Neo Buddhism synthesizing the differences between Buddhism and Christianity.

仏教 キリスト教 違い

When we talk about Buddhism and Christianity, we tend to emphasize the differences.

Discovering differences is also essential to understanding different civilizations. However, on the other hand, as we enter the space age, I believe that it will be important to explore basic commonalities that transcend differences in order to build a civilization based on the unit of “Earth.”

As we often say on this site (Neo Buddhism), at least if we look at the unit of “earth”, there is only one absolute God.

A single God manifests itself in different ways depending on the region and era. Or, if you look at it from the human side, it’s just a different way of understanding (response).

These ideas are in line with John Hick’s “religious pluralism.”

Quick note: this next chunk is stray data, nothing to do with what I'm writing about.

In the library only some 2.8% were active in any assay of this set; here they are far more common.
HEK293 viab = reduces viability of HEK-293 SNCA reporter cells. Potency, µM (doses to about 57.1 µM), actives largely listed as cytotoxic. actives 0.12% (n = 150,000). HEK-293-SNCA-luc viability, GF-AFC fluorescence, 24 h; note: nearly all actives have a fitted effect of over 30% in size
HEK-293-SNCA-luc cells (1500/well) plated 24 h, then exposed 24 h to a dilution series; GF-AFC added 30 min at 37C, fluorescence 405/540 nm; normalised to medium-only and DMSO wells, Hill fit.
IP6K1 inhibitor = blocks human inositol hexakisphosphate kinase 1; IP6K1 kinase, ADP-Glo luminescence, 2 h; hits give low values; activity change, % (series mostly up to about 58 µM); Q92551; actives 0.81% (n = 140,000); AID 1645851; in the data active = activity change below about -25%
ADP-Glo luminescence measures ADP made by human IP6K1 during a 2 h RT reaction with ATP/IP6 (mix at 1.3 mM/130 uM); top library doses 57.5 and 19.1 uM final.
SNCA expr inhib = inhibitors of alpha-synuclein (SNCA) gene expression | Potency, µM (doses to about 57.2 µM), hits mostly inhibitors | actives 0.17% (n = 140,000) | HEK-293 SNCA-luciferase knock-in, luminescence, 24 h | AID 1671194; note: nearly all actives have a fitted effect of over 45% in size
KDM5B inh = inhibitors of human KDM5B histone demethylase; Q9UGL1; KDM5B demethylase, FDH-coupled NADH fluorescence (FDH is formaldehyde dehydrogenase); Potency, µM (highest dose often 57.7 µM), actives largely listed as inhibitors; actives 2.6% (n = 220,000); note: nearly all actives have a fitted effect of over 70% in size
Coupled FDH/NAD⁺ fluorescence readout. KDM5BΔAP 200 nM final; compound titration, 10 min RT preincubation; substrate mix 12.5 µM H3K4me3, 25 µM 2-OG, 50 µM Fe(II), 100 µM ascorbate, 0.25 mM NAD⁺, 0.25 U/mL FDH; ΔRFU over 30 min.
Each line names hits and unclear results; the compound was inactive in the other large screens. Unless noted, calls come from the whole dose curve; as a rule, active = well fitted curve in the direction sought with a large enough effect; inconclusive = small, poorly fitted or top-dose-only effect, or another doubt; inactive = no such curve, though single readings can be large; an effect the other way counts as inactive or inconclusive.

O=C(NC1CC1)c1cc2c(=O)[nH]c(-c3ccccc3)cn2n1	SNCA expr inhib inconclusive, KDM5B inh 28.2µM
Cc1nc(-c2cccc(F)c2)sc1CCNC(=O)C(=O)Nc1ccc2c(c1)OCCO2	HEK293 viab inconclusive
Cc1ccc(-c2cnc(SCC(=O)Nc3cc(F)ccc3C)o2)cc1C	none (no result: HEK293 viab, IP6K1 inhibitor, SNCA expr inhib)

Problems of Religious Pluralism

Alternatively, it can be viewed as a greatly scaled-up ecumenical (ecclesiastical unity) movement.

In this paper, for the time being, I would like to present a basic theory that synthesizes Christianity and Buddhism by dividing them into ‘God theory, ‘Christ theory’, ‘human theory’, and ‘monastic theory’ in line with Christian theology.

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God theory

God theory is the most basic concept to understand the religion.

Here, we will explore the points of contact between “God and Vairocana Buddha / Amida Nyorai” while considering the following three points.

  1. World Creation or Self-Development
  2. Transcendence or Immanence
  3. “Pre-Dharma and Post-Buddha” or “Pre-God and Post-Teachings”

World Creation or Self-Development

First Cause of “Earth” Estimated by Causal Time Series

In Christianity (Semitic monotheism), there is a tendency to emphasize the absoluteness of God from the point that “God created the world.”

Creation

Michelangelo’s “Creation” on the ceiling of the Sistine Chapel

Buddhism, on the other hand, does not talk about the creation of the world.